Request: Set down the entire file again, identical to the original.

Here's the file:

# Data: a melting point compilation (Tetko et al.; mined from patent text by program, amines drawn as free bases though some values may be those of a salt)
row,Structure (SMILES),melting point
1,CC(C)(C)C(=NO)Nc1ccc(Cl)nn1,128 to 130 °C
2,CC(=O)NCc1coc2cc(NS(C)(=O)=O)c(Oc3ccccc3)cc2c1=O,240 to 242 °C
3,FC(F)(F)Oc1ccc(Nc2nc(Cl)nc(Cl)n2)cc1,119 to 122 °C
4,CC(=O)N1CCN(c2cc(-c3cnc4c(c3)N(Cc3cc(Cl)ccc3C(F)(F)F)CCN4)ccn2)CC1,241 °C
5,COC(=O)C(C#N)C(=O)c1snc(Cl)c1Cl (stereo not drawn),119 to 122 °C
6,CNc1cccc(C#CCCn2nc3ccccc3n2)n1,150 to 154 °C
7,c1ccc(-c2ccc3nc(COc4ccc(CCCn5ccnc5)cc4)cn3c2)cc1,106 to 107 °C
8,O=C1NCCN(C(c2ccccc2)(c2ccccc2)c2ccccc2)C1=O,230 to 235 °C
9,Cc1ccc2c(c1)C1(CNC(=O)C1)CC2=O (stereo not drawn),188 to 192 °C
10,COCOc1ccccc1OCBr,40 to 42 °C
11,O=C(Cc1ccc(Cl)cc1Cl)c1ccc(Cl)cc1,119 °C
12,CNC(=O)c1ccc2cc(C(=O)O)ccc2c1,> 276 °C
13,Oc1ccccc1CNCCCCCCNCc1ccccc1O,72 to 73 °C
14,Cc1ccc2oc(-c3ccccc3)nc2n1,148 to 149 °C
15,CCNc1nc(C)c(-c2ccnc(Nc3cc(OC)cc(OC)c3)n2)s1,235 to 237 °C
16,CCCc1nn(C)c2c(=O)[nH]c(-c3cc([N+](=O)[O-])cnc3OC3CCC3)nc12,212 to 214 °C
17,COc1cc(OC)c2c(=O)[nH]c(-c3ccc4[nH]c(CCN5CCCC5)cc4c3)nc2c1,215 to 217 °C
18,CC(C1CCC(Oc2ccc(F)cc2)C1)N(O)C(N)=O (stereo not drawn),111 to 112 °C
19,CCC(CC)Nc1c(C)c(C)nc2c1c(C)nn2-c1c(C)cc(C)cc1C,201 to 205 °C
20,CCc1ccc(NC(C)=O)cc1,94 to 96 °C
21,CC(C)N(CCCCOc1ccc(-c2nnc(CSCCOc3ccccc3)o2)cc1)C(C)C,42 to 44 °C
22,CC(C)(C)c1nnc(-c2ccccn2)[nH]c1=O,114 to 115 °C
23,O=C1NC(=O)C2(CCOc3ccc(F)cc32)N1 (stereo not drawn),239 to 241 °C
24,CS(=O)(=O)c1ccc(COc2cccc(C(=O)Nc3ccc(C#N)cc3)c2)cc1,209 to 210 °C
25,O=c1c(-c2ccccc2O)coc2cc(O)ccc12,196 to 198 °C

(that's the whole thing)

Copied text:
# Data: a melting point compilation (Tetko et al.; mined from patent text by program, amines drawn as free bases though some values may be those of a salt)
row,Structure (SMILES),melting point
1,CC(C)(C)C(=NO)Nc1ccc(Cl)nn1,128 to 130 °C
2,CC(=O)NCc1coc2cc(NS(C)(=O)=O)c(Oc3ccccc3)cc2c1=O,240 to 242 °C
3,FC(F)(F)Oc1ccc(Nc2nc(Cl)nc(Cl)n2)cc1,119 to 122 °C
4,CC(=O)N1CCN(c2cc(-c3cnc4c(c3)N(Cc3cc(Cl)ccc3C(F)(F)F)CCN4)ccn2)CC1,241 °C
5,COC(=O)C(C#N)C(=O)c1snc(Cl)c1Cl (stereo not drawn),119 to 122 °C
6,CNc1cccc(C#CCCn2nc3ccccc3n2)n1,150 to 154 °C
7,c1ccc(-c2ccc3nc(COc4ccc(CCCn5ccnc5)cc4)cn3c2)cc1,106 to 107 °C
8,O=C1NCCN(C(c2ccccc2)(c2ccccc2)c2ccccc2)C1=O,230 to 235 °C
9,Cc1ccc2c(c1)C1(CNC(=O)C1)CC2=O (stereo not drawn),188 to 192 °C
10,COCOc1ccccc1OCBr,40 to 42 °C
11,O=C(Cc1ccc(Cl)cc1Cl)c1ccc(Cl)cc1,119 °C
12,CNC(=O)c1ccc2cc(C(=O)O)ccc2c1,> 276 °C
13,Oc1ccccc1CNCCCCCCNCc1ccccc1O,72 to 73 °C
14,Cc1ccc2oc(-c3ccccc3)nc2n1,148 to 149 °C
15,CCNc1nc(C)c(-c2ccnc(Nc3cc(OC)cc(OC)c3)n2)s1,235 to 237 °C
16,CCCc1nn(C)c2c(=O)[nH]c(-c3cc([N+](=O)[O-])cnc3OC3CCC3)nc12,212 to 214 °C
17,COc1cc(OC)c2c(=O)[nH]c(-c3ccc4[nH]c(CCN5CCCC5)cc4c3)nc2c1,215 to 217 °C
18,CC(C1CCC(Oc2ccc(F)cc2)C1)N(O)C(N)=O (stereo not drawn),111 to 112 °C
19,CCC(CC)Nc1c(C)c(C)nc2c1c(C)nn2-c1c(C)cc(C)cc1C,201 to 205 °C
20,CCc1ccc(NC(C)=O)cc1,94 to 96 °C
21,CC(C)N(CCCCOc1ccc(-c2nnc(CSCCOc3ccccc3)o2)cc1)C(C)C,42 to 44 °C
22,CC(C)(C)c1nnc(-c2ccccn2)[nH]c1=O,114 to 115 °C
23,O=C1NC(=O)C2(CCOc3ccc(F)cc32)N1 (stereo not drawn),239 to 241 °C
24,CS(=O)(=O)c1ccc(COc2cccc(C(=O)Nc3ccc(C#N)cc3)c2)cc1,209 to 210 °C
25,O=c1c(-c2ccccc2O)coc2cc(O)ccc12,196 to 198 °C